Molecular physics jobs are usually dedicated to the study of molecules—electrons, nuclei, and chemical bonding—made up of a few atoms in the gas phase. Various types of spectroscopy (electromagnetic, electron, mass, etc.) are the most important experimental methods in this field so you will find that careers in molecular physics often incorporate this type of work. Molecular physics jobs overlap with quantum chemistry, physical chemistry, and chemical physics. Quantum chemistry is the use of quantum mechanics and quantum field theory in chemistry. Physical chemistry is the application of thermodynamics, quantum mechanics, statistical mechanics, and kinetics to phenomena in chemical systems. Chemical physics investigates chemistry using the techniques of scientists working in atomic physics, molecular physics, and condensed-matter physics. Whereas chemical physics studies chemistry from the point of view of physics, physical chemistry studies the physical nature of chemistry.

Optical physics is the study of the generation of electromagnetic radiation and its interaction with matter. Since the devices of optical engineering (lenses, optical sensors, lasers, fiber optic communication systems, etc.) are used for research in optical physics, there is no hard and fast distinction between optical physics, optics, and optical engineering.

Careers in Biophysics

The first career in biophysics began when Conrad Roentgen discovered that X-rays could be used to treat cancer and it became necessary to measure how much energy human tissue absorbs when exposed to various kinds of radiation. There are now many medical physicists who help physicians at hospitals diagnose and treat various diseases. In addition to human beings, biophysics jobs incorporate the study of all levels of biological organization, from molecules to ecosystems. Careers in molecular biophysics approach questions in biochemistry and molecular biology quantitatively by using fluorescent imaging, electron microscopy, X-ray crystallography, and spectroscopy based on nuclear magnetic resonance and quantum tunneling. Molecular biology, of course, is concerned with important molecules like enzymes, DNA, and proteins. The structure of DNA was determined by X-ray crystallography. Molecular biophysics jobs often overlap with nanotechnology, which involves manipulating materials one atom or one molecule at a time.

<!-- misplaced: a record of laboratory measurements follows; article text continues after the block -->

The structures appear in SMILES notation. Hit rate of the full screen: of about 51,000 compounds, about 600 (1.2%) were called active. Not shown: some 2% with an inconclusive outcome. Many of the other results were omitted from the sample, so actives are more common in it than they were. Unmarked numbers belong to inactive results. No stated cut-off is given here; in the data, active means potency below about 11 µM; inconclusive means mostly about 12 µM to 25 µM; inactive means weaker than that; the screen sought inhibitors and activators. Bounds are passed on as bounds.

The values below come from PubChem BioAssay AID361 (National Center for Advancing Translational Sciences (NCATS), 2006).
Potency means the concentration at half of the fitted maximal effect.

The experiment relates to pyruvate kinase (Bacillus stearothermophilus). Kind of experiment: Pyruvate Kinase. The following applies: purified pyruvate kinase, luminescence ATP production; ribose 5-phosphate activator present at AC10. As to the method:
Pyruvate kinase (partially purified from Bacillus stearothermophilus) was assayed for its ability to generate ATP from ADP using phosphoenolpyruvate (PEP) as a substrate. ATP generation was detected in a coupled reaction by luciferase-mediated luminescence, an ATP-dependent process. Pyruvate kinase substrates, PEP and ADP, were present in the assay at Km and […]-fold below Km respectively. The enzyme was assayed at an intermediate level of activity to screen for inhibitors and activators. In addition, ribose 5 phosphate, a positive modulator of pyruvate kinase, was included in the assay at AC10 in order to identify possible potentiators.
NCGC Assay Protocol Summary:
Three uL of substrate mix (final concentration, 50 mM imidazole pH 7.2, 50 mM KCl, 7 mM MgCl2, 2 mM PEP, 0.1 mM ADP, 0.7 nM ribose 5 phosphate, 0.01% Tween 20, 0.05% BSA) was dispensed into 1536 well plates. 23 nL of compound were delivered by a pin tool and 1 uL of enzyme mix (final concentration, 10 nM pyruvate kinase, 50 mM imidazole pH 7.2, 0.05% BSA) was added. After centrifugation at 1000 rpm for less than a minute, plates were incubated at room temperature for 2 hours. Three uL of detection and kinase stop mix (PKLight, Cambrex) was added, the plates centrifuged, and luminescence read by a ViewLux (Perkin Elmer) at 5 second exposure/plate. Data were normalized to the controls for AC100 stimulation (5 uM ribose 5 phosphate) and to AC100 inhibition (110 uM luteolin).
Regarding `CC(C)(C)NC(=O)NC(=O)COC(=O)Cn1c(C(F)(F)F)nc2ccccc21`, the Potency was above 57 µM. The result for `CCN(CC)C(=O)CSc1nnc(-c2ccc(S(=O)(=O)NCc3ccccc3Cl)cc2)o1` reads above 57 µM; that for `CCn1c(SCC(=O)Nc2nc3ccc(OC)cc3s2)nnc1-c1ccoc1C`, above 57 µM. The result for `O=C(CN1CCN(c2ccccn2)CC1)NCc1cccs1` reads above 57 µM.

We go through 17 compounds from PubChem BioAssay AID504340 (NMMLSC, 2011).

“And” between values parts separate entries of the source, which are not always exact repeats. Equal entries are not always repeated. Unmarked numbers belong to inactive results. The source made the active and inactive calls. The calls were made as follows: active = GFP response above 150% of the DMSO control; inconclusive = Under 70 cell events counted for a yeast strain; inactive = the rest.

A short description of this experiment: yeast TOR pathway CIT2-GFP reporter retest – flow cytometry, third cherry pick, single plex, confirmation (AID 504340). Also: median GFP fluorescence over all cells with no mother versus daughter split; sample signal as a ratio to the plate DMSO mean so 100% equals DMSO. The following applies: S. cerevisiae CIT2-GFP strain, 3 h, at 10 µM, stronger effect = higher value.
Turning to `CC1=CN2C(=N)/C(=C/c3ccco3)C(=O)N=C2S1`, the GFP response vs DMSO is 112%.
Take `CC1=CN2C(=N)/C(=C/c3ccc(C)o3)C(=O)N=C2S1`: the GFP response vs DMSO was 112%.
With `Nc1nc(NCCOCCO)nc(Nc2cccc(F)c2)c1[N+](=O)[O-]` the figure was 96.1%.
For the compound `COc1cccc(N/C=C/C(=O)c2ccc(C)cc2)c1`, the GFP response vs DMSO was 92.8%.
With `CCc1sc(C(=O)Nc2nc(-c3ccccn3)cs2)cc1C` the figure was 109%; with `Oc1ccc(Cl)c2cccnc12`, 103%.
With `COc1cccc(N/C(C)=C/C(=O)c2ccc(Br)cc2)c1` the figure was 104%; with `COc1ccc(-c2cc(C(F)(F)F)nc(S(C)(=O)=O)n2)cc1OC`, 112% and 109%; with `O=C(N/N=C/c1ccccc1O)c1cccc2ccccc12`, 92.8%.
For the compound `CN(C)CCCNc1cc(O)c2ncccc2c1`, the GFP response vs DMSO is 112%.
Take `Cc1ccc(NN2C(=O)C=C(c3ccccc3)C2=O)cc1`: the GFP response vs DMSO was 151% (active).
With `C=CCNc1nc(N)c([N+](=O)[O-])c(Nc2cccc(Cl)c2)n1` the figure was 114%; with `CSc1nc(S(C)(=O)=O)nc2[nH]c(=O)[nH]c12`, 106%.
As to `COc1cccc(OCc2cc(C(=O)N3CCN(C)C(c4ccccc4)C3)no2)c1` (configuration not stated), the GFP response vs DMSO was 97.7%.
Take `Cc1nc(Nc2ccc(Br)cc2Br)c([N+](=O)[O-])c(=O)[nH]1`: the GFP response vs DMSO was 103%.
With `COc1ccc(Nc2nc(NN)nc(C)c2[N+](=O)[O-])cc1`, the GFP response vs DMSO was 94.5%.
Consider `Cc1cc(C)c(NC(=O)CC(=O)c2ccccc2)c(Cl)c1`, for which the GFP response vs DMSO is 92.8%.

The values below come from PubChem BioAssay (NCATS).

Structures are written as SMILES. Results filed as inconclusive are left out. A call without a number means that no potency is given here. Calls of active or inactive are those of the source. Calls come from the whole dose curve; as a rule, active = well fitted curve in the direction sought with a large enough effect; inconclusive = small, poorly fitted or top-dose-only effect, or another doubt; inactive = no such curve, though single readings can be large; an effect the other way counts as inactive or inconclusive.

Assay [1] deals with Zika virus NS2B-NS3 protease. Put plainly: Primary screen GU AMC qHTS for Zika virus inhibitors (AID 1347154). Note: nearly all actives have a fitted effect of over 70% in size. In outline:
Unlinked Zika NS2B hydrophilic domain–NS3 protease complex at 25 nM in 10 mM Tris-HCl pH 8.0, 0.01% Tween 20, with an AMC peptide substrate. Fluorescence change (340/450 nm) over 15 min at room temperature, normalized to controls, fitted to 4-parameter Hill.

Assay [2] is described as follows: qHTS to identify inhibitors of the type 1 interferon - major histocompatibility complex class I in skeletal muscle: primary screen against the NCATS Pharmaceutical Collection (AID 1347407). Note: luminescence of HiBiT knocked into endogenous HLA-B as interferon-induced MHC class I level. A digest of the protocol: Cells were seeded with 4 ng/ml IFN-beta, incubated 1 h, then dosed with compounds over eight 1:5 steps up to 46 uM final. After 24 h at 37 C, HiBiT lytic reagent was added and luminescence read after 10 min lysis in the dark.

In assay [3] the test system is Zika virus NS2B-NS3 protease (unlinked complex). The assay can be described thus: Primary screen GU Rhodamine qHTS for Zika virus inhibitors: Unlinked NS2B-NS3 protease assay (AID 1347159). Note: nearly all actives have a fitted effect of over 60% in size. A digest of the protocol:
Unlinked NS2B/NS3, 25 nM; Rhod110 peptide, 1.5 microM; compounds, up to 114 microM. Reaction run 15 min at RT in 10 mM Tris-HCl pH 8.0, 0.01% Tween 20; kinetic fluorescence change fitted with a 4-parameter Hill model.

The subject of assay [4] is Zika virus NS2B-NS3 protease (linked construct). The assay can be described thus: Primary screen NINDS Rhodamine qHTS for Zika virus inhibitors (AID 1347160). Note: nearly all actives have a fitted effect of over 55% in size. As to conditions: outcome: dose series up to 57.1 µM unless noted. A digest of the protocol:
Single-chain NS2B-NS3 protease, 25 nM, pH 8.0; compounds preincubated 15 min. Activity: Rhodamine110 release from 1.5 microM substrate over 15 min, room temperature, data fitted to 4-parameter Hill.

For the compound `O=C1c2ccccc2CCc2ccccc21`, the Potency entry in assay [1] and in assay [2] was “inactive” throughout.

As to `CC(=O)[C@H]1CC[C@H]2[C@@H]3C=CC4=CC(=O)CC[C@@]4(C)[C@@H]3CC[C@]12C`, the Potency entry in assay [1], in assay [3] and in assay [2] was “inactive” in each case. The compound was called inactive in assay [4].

Biophysics careers also overlap with systems biology and bioengineering. Bioengineering applies engineering principles to biology and medicine, an example being designing prosthetics. Systems biology is the study of organ systems (biology systems) with an integrationist rather than a reductionist approach. The scientific method usually is associated with identifying the components of interactions and showing how complex systems can be reduced to simple systems. However, in biophysics work an attempt is made to understand the complexity of biological systems by observing multiple components simultaneously and integrating the observations with mathematical models and an understanding of statistical mechanics, thermodynamics, and chemical kinetics.

Career biophysicists discovered the self-generating wave of electrochemical activity that allows nerve cells to propagate information over distances (action potential). The nerve cells of squids were used because the nerve axons are 1000 times wider than in humans, making it easier to insert electrodes. It was discovered that the action potential was caused by changes in the permeability of the cell membrane to sodium and potassium.

Careers in Computational Physics

Mathematical computations are an essential component of modern research in particle physics, condensed-matter physics, astrophysics, fluid mechanics, quantum field theory, quantum chromodynamics, and plasma physics. Computational physics jobs involve calculations and formulas. To give another example, in solid-state physics functionals (functions of another function) are used to investigate many-body systems (atoms, molecules, and condensed phases). One can also think of computational physics jobs as work in solving differential equations, calculating integrals, performing Monte Carlo calculations on a computer, solving matrix eigenvalue problems, etc. Computational physics careers appear to be part of theoretical physics, but some consider it to be a separate discipline. Mathematical physics is different from computational physics because computational physics relies on a quantitative theory that already exits. The Journal of Mathematical Physics defines its subject matter as the "the application of mathematics to problems in physics and the development of mathematical methods suitable for such applications and for the formulation of physical theories."